"Painting is my meditation," says Siyuan Ren. "It’s the time I channel the emotions of my day into my work, and reflect on my thoughts. "
Siyuan Ren's painting is deeply reflective of the different cultures she grew up in - China, Netherlands and Britain. Her passion lies in painting peonies – the national flower of China – reflecting her deep love and nostalgia for the country of her birth. A self-taught artist, she has won three prizes from 2018 and 2019 for work in the Rethink Your Mind Yellow Book, and will be exhibiting her paintings at the RHS Chelsea Flower Show 2019.
Siyuan Ren studied Business Management and been practicing marketing and branding for 12 years. She runs two businesses in addition to her art practice. One is to promote art and culture, and one is a business and brand consultancy.
A DAY IN YOUR LIFE
What does a typical day as an artist look like for you?
Siyuan Ren, 'Floral Serenity'
It starts with daily planning in the early morning, then I carry on with whatever tasks are in my business schedule until dinner time. My painting time which is usually starts around 7pm and carries on past midnight.
What media do you usually work in?
Chinese ink and pigments on silk or rice paper. Or oil on canvas/board. Sometimes I mix all them together to explore new things.
How did you choose your current theme, if you have one?
Siyuan Ren, 'The Golden Age I'
Flowers are the constant subject of my art, and above all, my passion lies in painting peonies – the national flower of China – reflecting my deep love and nostalgia for the country of my birth.
What skills are essential to you?
Chinese calligraphy – it’s the foundation of Chinese art and all the brush stroke paintings
Siyuan Ren, 'Chilled Passion'
Among all the different styles of Chinese painting, I like gongbi the most – its fine and elegant strokes are perfect for portraying the delicate beauty of flowers. However, the extreme delicacy and meticulousness required in the gongbi technique also makes itself a test of patience and spiritual equilibrium – such qualities are now rare to see in fast-paced modern society.
I take joy from this ‘trial’ every time when I paint, and experience it as a self-meditation, as a quiet respite from a hectic modern life.
What is the most rewarding part of your work?
Siyuan Ren, 'Butterfly Lovers'
Painting is my meditation. It’s the time I channel the emotions of my day into my work, and reflect on my thoughts. Seeing my energy and emotions on paper or canvas is most rewarding.
What is the most challenging part of your work?
Lack of time.
How did you get to where you are now?
It’ll be a long story, but I just let my life go where it takes me.
As a child in Suzhou, China, I was immersed in the artistic soil of this historical city and its rich cultural heritage such as the Classical Gardens – designed to express the poetic aesthetics of nature.
Siyuan Ren, 'Melody of Tranquility'
When I moved to Amsterdam and Britain to study and live, I was exposed to the masterpieces from the diverse genres of Western paintings, and my artistic interests and knowledge were substantially deepened.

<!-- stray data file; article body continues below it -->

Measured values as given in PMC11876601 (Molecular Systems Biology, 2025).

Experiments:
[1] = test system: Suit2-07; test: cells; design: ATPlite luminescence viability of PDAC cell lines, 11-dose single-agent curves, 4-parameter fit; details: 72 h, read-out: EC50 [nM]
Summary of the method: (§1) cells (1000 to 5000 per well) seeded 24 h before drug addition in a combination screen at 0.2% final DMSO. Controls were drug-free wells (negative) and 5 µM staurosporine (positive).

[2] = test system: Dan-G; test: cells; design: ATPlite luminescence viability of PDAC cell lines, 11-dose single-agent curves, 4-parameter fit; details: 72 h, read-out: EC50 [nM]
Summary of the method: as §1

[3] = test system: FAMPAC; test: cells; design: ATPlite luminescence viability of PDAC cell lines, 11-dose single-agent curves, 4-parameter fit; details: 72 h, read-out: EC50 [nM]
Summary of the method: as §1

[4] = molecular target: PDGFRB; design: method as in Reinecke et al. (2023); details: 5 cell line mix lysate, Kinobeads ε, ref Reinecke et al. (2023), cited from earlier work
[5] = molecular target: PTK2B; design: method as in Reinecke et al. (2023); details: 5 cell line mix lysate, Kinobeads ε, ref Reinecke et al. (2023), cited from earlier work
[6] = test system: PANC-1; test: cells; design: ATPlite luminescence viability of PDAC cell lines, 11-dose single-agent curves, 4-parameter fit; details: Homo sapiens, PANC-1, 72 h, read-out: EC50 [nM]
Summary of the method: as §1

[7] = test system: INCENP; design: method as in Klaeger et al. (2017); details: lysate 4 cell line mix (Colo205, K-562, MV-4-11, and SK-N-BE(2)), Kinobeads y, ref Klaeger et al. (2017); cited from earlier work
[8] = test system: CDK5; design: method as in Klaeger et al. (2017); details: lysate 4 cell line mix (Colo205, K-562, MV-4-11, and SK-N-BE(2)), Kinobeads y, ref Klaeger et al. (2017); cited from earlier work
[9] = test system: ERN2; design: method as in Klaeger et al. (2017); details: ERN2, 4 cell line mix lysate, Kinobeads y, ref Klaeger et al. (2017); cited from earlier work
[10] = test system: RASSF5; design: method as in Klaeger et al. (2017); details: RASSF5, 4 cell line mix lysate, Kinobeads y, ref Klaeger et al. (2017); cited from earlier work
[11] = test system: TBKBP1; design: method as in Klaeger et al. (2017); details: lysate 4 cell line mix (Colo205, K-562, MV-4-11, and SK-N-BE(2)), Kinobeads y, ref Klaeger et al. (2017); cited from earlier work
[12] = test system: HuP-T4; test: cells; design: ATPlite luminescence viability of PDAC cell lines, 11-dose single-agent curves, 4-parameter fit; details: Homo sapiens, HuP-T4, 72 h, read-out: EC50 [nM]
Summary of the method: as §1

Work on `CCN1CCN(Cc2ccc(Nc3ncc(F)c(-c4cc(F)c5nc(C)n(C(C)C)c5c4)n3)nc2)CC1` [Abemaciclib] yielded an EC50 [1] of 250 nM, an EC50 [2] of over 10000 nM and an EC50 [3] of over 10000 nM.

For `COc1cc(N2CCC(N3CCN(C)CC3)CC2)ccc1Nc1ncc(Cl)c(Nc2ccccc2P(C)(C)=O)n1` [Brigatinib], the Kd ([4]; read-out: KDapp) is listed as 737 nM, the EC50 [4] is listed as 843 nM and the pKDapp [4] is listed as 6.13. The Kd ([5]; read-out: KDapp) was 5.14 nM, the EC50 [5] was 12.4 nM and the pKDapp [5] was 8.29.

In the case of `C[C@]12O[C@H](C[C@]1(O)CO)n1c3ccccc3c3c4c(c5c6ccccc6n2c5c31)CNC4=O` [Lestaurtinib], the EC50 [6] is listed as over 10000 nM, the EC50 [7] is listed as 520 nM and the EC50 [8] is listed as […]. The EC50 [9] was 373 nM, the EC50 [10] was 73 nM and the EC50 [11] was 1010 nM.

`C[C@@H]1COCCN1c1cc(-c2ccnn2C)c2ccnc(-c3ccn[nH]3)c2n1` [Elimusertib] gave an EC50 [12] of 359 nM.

Having absorbed the spirits of both Chinese and Western culture, my paintings are a reflection of the three places of art and culture.
I learn and absorb from other great artists immerse and I like to absorb myself in all kinds of creativity.
I don't just paint in the Chinese style. I designed and made my floral costume for an evening event at last year's Summer Exhibition at the Royal Academy of Arts where guests were encouraged to dress according to the theme of Summer Pleasure Garden.
What’s the proudest moment of your artistic career so far?
Siyuan Ren, 'The Golden Age II'
Being invited to exhibit at Chelsea Flower Show in 2019!
What advice would give your 22-year-old-self?
Keep pursuing what you really passionate about and never give up.
Siyuan Ren, 'Intoxicating Sheen'
Coffee or tea?
Tea. Although I like drinking both, tea for me has so much culture. The Chinese tea ceremony is a form of art and moment of Zen. I sometimes practice a tea ceremony before my Chinese painting in order to set myself in the mood.
Michelangelo or Picasso?
I like Monet
Mac or PC?
Mac because it’s lighter. I travel a lot
Morning or night?
Night for sure, because it’s the time I paint
Do you like to listen to music as you work?
Yes: classical, jazz or the rat pack
What are your favourite three artists?
Monet – I love his gardens, colours and lights – I cried when I stood in front his curved waterlily paintings in the Musée de l'Orangerie in Paris.
Siyuan Ren, 'Sunset Rests'
Van Gogh – I didn’t understand his work until I studied his life when I lived in Amsterdam for three years.
The ‘happy’ hues in his work were what he was longing for, but the world didn’t understand him. As Don McClean says in his lyrics for Vincent (Starry Starry Night), “This world was never meant for one as beautiful as you”.
One of the top contemporary Chinese artists from my hometown Suzhou, Wu Guanzhong. To me, his work is truly a combination of the East and the West, which I aspire to.
Siyuan Ren, 'Conglomeration of Splendour'
Things to do on a Friday night?
Like every other day of the week - working and painting
Your favourite Holiday spot?
I am content in my little cottage garden in Leicester
What is the wisest piece of advice that you have been given?
Do what you do best.
Siyuan Ren, 'A Cluster of Flourish'